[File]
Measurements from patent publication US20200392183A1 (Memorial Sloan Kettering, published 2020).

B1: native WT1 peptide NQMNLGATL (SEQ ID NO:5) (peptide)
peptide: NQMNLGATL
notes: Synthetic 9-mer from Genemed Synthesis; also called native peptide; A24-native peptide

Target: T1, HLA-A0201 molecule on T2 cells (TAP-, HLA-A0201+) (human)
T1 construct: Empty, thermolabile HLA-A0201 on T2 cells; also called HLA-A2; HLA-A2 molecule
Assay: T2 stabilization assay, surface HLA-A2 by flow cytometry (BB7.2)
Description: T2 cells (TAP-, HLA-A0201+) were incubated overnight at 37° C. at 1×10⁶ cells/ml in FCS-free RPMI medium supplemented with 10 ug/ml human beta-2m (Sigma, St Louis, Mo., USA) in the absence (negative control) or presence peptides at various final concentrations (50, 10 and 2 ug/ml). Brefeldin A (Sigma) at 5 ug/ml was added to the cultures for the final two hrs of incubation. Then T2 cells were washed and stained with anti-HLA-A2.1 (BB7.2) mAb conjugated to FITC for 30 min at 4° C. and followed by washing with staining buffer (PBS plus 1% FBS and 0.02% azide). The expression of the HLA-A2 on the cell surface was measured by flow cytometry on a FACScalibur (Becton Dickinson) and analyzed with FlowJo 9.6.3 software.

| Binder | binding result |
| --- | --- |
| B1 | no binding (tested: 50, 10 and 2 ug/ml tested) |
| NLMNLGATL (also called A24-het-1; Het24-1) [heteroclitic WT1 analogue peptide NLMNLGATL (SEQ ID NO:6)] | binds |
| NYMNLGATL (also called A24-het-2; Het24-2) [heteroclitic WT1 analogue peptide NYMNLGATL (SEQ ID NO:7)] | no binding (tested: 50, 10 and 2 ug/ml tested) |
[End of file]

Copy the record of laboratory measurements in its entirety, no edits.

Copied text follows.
Measurements from patent publication US20200392183A1 (Memorial Sloan Kettering, published 2020).

B1: native WT1 peptide NQMNLGATL (SEQ ID NO:5) (peptide)
peptide: NQMNLGATL
notes: Synthetic 9-mer from Genemed Synthesis; also called native peptide; A24-native peptide

Target: T1, HLA-A0201 molecule on T2 cells (TAP-, HLA-A0201+) (human)
T1 construct: Empty, thermolabile HLA-A0201 on T2 cells; also called HLA-A2; HLA-A2 molecule
Assay: T2 stabilization assay, surface HLA-A2 by flow cytometry (BB7.2)
Description: T2 cells (TAP-, HLA-A0201+) were incubated overnight at 37° C. at 1×10⁶ cells/ml in FCS-free RPMI medium supplemented with 10 ug/ml human beta-2m (Sigma, St Louis, Mo., USA) in the absence (negative control) or presence peptides at various final concentrations (50, 10 and 2 ug/ml). Brefeldin A (Sigma) at 5 ug/ml was added to the cultures for the final two hrs of incubation. Then T2 cells were washed and stained with anti-HLA-A2.1 (BB7.2) mAb conjugated to FITC for 30 min at 4° C. and followed by washing with staining buffer (PBS plus 1% FBS and 0.02% azide). The expression of the HLA-A2 on the cell surface was measured by flow cytometry on a FACScalibur (Becton Dickinson) and analyzed with FlowJo 9.6.3 software.

| Binder | binding result |
| --- | --- |
| B1 | no binding (tested: 50, 10 and 2 ug/ml tested) |
| NLMNLGATL (also called A24-het-1; Het24-1) [heteroclitic WT1 analogue peptide NLMNLGATL (SEQ ID NO:6)] | binds |
| NYMNLGATL (also called A24-het-2; Het24-2) [heteroclitic WT1 analogue peptide NYMNLGATL (SEQ ID NO:7)] | no binding (tested: 50, 10 and 2 ug/ml tested) |